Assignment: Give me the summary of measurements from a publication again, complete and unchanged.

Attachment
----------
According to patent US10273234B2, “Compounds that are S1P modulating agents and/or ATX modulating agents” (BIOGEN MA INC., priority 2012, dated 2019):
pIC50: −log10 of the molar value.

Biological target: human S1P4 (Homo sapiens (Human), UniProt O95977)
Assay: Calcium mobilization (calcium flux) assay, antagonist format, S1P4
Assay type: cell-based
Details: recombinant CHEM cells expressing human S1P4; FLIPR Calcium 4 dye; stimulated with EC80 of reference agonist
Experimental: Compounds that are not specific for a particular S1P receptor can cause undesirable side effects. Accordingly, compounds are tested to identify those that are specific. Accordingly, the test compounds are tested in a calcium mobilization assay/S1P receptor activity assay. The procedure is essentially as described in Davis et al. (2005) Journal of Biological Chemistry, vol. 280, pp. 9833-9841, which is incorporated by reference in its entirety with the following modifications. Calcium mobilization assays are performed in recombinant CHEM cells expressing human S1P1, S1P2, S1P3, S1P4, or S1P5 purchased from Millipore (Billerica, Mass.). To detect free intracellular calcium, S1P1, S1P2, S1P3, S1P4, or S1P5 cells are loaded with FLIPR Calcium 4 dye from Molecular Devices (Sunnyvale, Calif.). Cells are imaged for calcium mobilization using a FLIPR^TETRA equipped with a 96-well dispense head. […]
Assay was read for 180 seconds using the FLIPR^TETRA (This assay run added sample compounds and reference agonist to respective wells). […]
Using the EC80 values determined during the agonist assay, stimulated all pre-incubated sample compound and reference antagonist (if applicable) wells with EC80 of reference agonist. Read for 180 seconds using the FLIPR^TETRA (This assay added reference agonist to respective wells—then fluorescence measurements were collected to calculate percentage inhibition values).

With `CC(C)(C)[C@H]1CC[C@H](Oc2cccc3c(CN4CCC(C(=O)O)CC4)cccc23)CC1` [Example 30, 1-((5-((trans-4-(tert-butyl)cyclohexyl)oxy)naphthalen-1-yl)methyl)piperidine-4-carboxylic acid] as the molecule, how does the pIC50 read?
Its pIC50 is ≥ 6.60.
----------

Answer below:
According to patent US10273234B2, “Compounds that are S1P modulating agents and/or ATX modulating agents” (BIOGEN MA INC., priority 2012, dated 2019):
pIC50: −log10 of the molar value.

Biological target: human S1P4 (Homo sapiens (Human), UniProt O95977)
Assay: Calcium mobilization (calcium flux) assay, antagonist format, S1P4
Assay type: cell-based
Details: recombinant CHEM cells expressing human S1P4; FLIPR Calcium 4 dye; stimulated with EC80 of reference agonist
Experimental: Compounds that are not specific for a particular S1P receptor can cause undesirable side effects. Accordingly, compounds are tested to identify those that are specific. Accordingly, the test compounds are tested in a calcium mobilization assay/S1P receptor activity assay. The procedure is essentially as described in Davis et al. (2005) Journal of Biological Chemistry, vol. 280, pp. 9833-9841, which is incorporated by reference in its entirety with the following modifications. Calcium mobilization assays are performed in recombinant CHEM cells expressing human S1P1, S1P2, S1P3, S1P4, or S1P5 purchased from Millipore (Billerica, Mass.). To detect free intracellular calcium, S1P1, S1P2, S1P3, S1P4, or S1P5 cells are loaded with FLIPR Calcium 4 dye from Molecular Devices (Sunnyvale, Calif.). Cells are imaged for calcium mobilization using a FLIPR^TETRA equipped with a 96-well dispense head. […]
Assay was read for 180 seconds using the FLIPR^TETRA (This assay run added sample compounds and reference agonist to respective wells). […]
Using the EC80 values determined during the agonist assay, stimulated all pre-incubated sample compound and reference antagonist (if applicable) wells with EC80 of reference agonist. Read for 180 seconds using the FLIPR^TETRA (This assay added reference agonist to respective wells—then fluorescence measurements were collected to calculate percentage inhibition values).

With `CC(C)(C)[C@H]1CC[C@H](Oc2cccc3c(CN4CCC(C(=O)O)CC4)cccc23)CC1` [Example 30, 1-((5-((trans-4-(tert-butyl)cyclohexyl)oxy)naphthalen-1-yl)methyl)piperidine-4-carboxylic acid] as the molecule, how does the pIC50 read?
Its pIC50 is ≥ 6.60.